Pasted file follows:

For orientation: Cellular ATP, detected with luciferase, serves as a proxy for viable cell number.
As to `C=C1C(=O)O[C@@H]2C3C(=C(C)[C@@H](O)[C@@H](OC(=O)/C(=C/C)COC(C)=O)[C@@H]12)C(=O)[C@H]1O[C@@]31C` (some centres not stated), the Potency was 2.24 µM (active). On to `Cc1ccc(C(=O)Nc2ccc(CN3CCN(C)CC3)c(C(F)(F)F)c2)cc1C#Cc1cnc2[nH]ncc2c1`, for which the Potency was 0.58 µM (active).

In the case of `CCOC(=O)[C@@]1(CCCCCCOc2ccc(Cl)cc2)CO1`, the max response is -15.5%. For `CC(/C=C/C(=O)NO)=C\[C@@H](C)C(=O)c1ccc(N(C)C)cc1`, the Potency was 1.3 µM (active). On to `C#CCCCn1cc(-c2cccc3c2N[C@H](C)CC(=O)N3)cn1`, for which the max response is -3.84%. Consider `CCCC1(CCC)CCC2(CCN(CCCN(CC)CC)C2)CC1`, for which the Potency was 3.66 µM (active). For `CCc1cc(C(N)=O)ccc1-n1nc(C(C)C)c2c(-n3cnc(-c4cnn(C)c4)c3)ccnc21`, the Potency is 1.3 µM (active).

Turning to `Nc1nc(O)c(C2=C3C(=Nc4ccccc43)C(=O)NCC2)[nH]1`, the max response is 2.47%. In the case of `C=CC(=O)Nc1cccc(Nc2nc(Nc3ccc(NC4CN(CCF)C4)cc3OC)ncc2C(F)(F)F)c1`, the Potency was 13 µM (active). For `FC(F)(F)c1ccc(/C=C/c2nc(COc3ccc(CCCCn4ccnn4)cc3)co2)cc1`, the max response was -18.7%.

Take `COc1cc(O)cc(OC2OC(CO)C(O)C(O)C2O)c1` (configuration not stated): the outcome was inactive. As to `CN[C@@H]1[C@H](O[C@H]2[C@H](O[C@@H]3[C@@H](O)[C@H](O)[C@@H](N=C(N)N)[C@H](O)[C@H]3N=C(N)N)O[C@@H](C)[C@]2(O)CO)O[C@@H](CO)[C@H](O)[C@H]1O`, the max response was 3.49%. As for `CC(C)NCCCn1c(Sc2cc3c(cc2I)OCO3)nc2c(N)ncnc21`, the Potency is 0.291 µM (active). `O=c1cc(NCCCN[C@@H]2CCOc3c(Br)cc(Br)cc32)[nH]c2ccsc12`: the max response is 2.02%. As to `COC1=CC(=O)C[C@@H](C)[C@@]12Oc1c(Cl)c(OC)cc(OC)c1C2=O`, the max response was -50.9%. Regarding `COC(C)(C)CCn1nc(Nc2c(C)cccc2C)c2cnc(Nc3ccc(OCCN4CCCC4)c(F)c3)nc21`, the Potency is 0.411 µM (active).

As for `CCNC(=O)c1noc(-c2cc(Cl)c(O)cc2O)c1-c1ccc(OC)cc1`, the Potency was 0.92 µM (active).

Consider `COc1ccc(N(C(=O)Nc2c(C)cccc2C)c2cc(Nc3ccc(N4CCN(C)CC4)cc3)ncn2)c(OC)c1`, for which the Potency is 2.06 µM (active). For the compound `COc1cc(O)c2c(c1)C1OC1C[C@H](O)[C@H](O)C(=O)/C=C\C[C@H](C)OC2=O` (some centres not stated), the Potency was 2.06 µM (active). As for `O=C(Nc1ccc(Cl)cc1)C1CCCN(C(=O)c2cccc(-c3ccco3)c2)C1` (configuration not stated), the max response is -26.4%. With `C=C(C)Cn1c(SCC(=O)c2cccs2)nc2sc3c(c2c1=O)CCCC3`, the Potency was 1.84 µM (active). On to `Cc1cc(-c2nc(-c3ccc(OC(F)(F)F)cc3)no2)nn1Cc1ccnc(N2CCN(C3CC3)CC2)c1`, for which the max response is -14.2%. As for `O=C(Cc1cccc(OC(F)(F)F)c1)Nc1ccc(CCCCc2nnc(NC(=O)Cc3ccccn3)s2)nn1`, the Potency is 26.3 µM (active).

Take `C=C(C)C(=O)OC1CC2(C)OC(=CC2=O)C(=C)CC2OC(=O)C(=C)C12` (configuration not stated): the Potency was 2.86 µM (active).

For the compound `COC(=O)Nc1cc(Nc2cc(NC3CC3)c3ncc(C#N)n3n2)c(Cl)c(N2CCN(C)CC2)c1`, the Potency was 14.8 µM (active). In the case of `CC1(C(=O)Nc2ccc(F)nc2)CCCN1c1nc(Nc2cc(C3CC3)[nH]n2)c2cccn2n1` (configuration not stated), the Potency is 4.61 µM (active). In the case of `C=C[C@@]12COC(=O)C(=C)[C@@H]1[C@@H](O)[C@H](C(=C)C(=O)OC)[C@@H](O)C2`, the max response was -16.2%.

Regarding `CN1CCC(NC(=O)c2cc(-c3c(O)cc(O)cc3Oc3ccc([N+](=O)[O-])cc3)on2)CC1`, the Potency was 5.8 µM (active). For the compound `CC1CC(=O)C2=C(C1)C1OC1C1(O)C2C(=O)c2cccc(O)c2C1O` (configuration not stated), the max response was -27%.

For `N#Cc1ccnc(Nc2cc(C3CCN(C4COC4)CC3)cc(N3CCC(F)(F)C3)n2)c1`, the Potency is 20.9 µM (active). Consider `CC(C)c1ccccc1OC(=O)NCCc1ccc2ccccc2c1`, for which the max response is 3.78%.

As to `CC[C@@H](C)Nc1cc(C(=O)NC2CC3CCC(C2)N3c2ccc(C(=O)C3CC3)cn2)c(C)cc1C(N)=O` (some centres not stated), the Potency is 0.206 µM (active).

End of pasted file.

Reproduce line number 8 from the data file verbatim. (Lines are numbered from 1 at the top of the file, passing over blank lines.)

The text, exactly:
Take `C=C(C)C(=O)OC1CC2(C)OC(=CC2=O)C(=C)CC2OC(=O)C(=C)C12` (configuration not stated): the Potency was 2.86 µM (active).